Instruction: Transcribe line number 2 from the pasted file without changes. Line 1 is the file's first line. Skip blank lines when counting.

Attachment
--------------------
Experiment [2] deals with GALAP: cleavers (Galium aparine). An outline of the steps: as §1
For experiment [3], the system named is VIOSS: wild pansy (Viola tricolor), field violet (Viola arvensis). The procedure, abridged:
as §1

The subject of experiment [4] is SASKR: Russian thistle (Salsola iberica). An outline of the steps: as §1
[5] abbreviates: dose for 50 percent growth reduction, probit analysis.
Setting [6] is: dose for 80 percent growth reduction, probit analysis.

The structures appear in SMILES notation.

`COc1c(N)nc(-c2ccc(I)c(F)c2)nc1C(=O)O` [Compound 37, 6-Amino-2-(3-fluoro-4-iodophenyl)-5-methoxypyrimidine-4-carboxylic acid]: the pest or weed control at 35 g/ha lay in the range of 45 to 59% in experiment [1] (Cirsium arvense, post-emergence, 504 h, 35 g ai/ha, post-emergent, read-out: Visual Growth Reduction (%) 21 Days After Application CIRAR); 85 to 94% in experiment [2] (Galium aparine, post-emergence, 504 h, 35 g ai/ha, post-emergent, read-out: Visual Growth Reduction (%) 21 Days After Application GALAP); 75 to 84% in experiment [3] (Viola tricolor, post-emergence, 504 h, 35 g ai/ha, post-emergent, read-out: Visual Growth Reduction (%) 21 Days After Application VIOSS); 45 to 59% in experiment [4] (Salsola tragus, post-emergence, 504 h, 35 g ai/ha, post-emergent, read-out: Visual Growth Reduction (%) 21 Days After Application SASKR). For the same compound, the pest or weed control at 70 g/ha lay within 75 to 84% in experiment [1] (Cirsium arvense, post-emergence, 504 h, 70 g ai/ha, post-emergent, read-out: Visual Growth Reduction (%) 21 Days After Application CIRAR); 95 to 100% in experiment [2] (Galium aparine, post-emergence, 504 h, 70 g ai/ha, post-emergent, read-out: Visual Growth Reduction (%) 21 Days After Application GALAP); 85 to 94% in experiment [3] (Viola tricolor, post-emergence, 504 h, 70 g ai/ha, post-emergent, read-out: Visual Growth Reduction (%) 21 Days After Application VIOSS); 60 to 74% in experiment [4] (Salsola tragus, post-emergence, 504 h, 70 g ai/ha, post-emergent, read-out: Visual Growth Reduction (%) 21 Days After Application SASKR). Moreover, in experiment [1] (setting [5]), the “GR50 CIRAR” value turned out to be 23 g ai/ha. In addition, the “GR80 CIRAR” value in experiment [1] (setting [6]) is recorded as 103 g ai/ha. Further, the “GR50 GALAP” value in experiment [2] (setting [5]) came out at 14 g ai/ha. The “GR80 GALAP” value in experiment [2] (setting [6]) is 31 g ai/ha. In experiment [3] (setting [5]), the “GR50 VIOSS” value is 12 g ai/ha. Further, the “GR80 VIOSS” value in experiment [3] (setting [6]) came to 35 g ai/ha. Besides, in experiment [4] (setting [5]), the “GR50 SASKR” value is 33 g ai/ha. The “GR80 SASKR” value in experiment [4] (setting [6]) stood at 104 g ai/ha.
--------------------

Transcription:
For experiment [3], the system named is VIOSS: wild pansy (Viola tricolor), field violet (Viola arvensis). The procedure, abridged: